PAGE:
(This is the final instalment of Rob Slane’s medieval tale of State intervention. Read yesterday’s chapter here where State childcare deterred the womenfolk from looking after their children.)
And so it came to pass that most of the womenfolk did leave off from raising their own children, and instead went to work for the barons, merchants and captains of industry. And as they did so, those who continued to refuse were declared to be stupid and backward, and in any case the cost of housing and the cost of living rose so much that it became nigh on impossible for such to survive on one wage, and so by and by, even many of those who still desired to raise their own children found themselves compelled to go to work.
And the divorce rate grew, and the family fragmented and the problems in society grew. And crime rose, and the children especially developed a multitude of problems. Yet whenever the problems did multiply, the people would cry out that something must be done, and the King was always happy to oblige by opening the Royal Treasury to fund a solution.
And so when it came to pass that the people did complain that the children were turning up to the King’s schools not knowing how to do even the most basic things, nor how to even speak, the King sent heralds into the cities, towns and villages, to proclaim in sombre tones:
“Hear O ye people of the Kingdom of Grebbleton. His Royal Majesty, King Gondil III, hath of late become mindful of the condition of thy children who hath been turning up to the King’s schools lacking even the most basic verbal and life skills. Be it known that this day, your cry hath reached the King’s ears, and in accordance with his grace, mercy and favour, he hath opened the Royal Treasury to subsidise 24/7 care in His Majesty’s nurseries and schools to help out all ye families that doth work hard.”
And when the people and the teachers in the King’s schools did complain that their children were unruly or depressed, the King once again sent heralds into the cities, towns and villages, proclaiming in sombre tones:
“Hear O ye people of the Kingdom of Grebbleton. His Royal Majesty, King Gondil III, hath heard thy plaint that thy children are unruly and depressed. Be it known that from this day forth, in accordance with his grace, mercy and favour, he hath ordered such to be given a label with an acronym, such as ADDA or ADADAD, thereby relieving ye of responsibility for their behaviour. Furthermore, he hath ordered the barons, merchants and captains of industrie to produce strong sedatives to give to thy children in order to pacify them and help them blot out the realities of life.”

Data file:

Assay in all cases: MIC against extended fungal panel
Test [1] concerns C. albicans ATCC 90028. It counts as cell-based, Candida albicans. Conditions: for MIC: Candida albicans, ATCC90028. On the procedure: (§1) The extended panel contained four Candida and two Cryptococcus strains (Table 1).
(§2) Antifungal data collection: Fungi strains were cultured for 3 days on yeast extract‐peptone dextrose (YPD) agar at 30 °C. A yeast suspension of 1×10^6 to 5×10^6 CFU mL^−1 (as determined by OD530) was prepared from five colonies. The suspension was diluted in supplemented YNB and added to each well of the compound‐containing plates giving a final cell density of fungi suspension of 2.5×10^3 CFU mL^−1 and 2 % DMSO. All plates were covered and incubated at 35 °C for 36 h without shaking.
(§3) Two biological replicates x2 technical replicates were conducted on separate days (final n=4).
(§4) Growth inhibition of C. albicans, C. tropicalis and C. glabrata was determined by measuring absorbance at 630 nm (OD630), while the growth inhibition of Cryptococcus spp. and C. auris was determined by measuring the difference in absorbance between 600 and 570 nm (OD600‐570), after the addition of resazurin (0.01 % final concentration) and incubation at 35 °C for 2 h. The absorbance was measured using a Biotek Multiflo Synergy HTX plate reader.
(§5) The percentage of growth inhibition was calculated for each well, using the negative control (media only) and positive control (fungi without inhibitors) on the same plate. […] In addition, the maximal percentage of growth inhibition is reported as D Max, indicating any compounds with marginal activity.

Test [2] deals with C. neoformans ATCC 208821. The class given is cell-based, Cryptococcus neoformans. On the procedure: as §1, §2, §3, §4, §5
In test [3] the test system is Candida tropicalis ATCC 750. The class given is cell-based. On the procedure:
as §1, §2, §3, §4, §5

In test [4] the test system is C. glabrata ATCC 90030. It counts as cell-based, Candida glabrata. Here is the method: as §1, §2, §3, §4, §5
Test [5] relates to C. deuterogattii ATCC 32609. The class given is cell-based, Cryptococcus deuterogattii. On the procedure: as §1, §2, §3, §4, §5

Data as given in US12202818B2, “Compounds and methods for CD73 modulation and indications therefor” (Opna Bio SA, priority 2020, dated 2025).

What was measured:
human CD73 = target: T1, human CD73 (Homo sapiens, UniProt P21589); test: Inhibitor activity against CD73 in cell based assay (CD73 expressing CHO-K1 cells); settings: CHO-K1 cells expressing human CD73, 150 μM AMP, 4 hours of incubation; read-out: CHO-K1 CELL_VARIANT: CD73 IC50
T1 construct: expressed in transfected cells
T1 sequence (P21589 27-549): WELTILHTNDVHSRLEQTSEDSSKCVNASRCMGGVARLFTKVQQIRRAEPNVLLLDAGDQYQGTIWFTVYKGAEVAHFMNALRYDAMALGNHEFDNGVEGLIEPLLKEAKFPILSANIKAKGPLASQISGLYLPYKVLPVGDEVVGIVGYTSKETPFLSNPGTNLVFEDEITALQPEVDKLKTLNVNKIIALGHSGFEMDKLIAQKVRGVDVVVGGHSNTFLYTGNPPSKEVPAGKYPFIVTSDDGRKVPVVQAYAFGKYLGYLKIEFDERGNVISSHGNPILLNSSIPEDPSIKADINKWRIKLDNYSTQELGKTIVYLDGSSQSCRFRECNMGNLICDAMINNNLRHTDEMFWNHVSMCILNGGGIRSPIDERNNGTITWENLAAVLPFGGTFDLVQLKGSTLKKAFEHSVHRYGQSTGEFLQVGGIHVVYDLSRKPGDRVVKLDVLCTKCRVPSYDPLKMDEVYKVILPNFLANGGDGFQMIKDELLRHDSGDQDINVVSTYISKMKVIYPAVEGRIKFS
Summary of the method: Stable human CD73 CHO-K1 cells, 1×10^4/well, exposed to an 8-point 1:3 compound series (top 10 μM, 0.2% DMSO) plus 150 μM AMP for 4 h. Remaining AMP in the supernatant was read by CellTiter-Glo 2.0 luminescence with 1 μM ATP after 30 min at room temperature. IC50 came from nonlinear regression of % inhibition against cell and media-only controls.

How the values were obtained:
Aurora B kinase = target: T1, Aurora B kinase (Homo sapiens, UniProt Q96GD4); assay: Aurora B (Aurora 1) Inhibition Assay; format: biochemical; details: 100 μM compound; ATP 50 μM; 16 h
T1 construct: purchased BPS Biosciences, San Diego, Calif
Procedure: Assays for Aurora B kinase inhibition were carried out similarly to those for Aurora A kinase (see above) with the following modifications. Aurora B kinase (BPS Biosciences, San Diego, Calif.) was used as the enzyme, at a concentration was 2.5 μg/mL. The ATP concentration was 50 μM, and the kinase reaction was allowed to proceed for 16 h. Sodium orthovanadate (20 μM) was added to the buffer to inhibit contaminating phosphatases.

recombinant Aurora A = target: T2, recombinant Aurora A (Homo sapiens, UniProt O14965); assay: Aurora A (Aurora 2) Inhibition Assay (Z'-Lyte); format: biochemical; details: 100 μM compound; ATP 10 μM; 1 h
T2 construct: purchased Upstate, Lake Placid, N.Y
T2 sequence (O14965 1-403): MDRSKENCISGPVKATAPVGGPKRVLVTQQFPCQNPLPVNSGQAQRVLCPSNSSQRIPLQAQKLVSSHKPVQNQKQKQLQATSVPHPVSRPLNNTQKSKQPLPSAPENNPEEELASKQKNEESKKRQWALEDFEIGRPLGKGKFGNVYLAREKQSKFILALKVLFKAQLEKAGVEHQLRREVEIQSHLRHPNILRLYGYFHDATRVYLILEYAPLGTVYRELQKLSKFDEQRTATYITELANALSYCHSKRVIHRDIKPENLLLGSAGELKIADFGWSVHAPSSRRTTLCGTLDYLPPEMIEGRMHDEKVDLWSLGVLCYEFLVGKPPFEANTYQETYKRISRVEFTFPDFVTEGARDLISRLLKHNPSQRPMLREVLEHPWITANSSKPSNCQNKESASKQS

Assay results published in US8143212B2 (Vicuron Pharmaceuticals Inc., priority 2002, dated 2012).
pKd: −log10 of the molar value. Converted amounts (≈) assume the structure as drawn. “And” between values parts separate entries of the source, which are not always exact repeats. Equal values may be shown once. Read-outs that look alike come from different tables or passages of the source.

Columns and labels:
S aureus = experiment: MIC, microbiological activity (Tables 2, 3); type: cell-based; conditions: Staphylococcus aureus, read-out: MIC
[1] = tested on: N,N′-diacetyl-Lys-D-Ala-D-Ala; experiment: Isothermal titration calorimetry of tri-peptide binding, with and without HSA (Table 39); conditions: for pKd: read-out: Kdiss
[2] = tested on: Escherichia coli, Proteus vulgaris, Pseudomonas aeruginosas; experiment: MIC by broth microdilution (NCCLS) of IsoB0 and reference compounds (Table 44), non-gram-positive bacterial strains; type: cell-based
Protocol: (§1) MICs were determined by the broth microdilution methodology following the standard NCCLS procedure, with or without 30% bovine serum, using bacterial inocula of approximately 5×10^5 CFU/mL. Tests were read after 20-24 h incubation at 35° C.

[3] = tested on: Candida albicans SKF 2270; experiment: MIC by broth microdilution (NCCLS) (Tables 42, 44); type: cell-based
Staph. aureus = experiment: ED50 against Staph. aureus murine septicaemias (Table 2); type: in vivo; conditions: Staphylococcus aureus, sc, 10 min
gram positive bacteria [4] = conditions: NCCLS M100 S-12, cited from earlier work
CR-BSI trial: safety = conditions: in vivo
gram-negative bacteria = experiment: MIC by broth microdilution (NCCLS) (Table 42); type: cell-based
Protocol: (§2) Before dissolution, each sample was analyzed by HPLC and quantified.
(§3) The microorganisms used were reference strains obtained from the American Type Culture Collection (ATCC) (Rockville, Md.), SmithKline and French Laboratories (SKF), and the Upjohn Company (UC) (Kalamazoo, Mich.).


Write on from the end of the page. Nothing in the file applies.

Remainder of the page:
Thus did the King propose solutions to all the ills that had come upon the Kingdom of Grebbleton since the King had begun the process of persuading the womenfolk to leave off raising their own children, in order to grow the Royal Treasury and increase the King’s power and fulfilling of his every desire.
Yet whenever someone stepped forward to say that the problems had been caused by the fragmentation of the family, the King, together with the barons, merchants and captains of industrie, did train up an army of parrots to go into the cities, towns and villages squawking, “They just want to turn the clock back, turn the clock back” and “They want to chain ye to the sink in thine kitchen, sink in thine kitchen.” And so the matter was closed.
Now there came a day when the size of the Royal Treasury had grown so large that the King had to build buildings and vaults 100 times their original size wherewith to contain all the funds, and his thirst for power and the fulfilling of his every desire had largely been quenched. So he gathered all his wise men before him, together with the barons, merchants and captains of industrie, to proclaim a feast. And he cast a garland around the neck of Cuthbert, the twelfth wise man, and promoted him to chief sage. And he did sit himself on his throne and gave a mighty oration to all that were present:
“My Lords and wise men, barons and captains of industrie. The people hath verily given over their lives to the King and I am become the solution to all their problems. I verily receive into the Royal Treasury more than ever before, and I redistribute as I see fit. Thus has my thirst for power and the fulfilling of my every desire largely been quenched and I think myself a happy King.”
And all who were gathered before him cried, “O King, may you live forever. Verily, thou art indispensable.”
But immediately they did finish, the fingers of an human hand appeared and wrote on the plaster of the wall of the King’s palace, opposite the lampstand. And the King saw the hand as it wrote:
“The graveyards are full of indispensable men. This day is thy power and the fulfilling of thy every desire taken from thee.”
Then the King’s colour changed, and his thoughts alarmed him; his limbs gave way, and his knees knocked together. And upon that very hour, the King of Grebbleton did fall from his throne, gave up the ghost, and he never did get to enjoy his unlimited power and the fulfilling of his every desire.
(Image: Hans Splinter)